Actor Spence Parker's career teeters on the brink of ruin thanks to a fling with the slightly crazed and drug-addicted daughter of a powerful and well-loved Hollywood film producer. Taking the advice of his agent, Spence takes a little vacation away from Hollywood while the dust settles. Not sure of where he can go to fly under the radar, Spence returns to his small hometown south of Pittsburgh.
Valerie Marks, Spence's high-school girlfriend, is now running her grandfather's newspaper and raising a nine-year-old daughter. She's still single, but not because she's been waiting for Spence to return. After all, he left without saying goodbye. When he appears in front of her on a street corner, however, old feelings are brought to the forefront.
He ambled across the parking lot and stood in front of the boarded-up theater. He felt as though he were standing before the grave of his buried childhood. A lump formed in his throat. He sensed someone watching him and turned his head. The woman looked vaguely familiar.
“Oh, my God.” She took quick, deliberate steps toward him. “Spence? Or should I say ‘the sexiest man alive’?”
“Val? Wow, you’ve grown up.” He was glad his sunglasses kept her from seeing the way his eyes mapped her curves. His gaze settled briefly on her chest before sliding back up to her face.
“Yes, but I’m betting you haven’t.” She gave him a full once-over. “You look good, quite the Hollywood movie star. Taking a break from the fast life?”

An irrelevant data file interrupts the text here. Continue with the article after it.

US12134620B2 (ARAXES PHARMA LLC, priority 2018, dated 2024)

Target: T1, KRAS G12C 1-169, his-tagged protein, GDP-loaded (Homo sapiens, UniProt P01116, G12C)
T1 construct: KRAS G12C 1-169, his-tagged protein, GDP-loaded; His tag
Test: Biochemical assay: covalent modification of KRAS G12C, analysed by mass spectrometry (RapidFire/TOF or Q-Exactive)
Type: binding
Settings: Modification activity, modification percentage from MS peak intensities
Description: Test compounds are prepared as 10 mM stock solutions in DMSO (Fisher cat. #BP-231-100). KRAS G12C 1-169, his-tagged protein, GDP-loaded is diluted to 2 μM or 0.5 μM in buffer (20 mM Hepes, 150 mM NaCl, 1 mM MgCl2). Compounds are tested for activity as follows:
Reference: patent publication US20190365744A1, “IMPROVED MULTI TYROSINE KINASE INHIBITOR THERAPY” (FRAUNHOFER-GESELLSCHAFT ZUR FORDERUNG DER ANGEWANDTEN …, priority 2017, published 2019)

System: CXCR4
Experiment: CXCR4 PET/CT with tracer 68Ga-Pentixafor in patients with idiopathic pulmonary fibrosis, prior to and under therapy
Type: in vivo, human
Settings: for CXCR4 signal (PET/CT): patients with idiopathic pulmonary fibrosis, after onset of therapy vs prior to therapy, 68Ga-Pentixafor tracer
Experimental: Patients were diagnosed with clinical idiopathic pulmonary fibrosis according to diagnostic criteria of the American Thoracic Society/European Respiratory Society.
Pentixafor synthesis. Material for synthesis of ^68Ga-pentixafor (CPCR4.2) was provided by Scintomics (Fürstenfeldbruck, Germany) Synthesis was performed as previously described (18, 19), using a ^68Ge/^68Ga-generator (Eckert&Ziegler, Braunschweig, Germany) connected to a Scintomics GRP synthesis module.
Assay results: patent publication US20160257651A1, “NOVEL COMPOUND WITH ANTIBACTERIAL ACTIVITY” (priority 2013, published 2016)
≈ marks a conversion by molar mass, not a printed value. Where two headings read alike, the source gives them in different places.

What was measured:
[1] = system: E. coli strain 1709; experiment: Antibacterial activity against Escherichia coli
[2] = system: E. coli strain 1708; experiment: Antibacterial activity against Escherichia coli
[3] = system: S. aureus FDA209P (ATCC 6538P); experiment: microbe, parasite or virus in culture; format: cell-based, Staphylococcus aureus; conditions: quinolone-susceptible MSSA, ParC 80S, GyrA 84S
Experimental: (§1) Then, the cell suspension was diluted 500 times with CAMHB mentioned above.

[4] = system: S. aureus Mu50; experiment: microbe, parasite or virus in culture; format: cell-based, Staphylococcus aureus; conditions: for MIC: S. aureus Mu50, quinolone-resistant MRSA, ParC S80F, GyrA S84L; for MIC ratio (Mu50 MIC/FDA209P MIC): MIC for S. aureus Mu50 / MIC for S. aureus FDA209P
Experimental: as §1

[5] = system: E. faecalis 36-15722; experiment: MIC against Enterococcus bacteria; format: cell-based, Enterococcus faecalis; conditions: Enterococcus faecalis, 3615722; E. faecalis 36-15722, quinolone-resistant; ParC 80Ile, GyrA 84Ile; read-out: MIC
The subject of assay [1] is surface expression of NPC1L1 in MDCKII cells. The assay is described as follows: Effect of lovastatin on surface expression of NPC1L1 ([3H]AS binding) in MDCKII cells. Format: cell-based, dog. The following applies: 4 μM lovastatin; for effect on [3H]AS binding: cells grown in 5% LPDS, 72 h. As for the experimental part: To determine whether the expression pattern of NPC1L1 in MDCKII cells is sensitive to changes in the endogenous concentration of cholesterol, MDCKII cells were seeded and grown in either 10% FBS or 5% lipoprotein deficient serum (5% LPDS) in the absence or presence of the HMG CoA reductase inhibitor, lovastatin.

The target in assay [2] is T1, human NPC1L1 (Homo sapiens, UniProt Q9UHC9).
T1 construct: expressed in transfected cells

“Don’t believe everything you read in the tabloids. I’m actually boring off-screen.”
“You’re assuming you’re not boring on-screen,” she teased.
“Ouch. Aunt Lou tells me you’ve done okay, running the newspaper now.”
She grinned. “I couldn’t let Grampa sell it out of the family. Besides, that’s why I got a journalism degree.”
He hesitated, then said, “I also hear you have a daughter.”
“Yes. I a…”
“Mom!” A young girl raced down the sidewalk from the direction of the library. “They’re having a summer reading contest. Look.” The girl held up a stack of books.
Val swept long tawny brown hair out of the girl’s face. “I guess I don’t have to ask what you want to do the rest of the day. Ali, this is an old friend of mine from high school, Spence.”
Ali knitted her brows together. “You look a lot like that actor. Mom wouldn’t let me go to his movies ’cause she says I’m too young.”
Spence nodded. “You are too young for those movies.”
Her blue eyes widened, and he noticed how much they resembled Val’s—like ice blue diamonds. “Are you that guy?”
Bending down, he whispered, “I am, but don’t tell anyone. I’m trying to take a vacation.”
Ali smiled, and he saw other hints of Val in the girl’s face. What he didn’t see was any hint of himself. Until he studied her features more closely. Maybe that little bump in her nose? The dimple in one cheek?
Val handed a set of keys to her daughter. “Want to put your books in the car?”
When the girl was gone, Spence said, “She’s cute. Looks like you.”
“She bears a family resemblance.”
“So, does she look like your husband too?”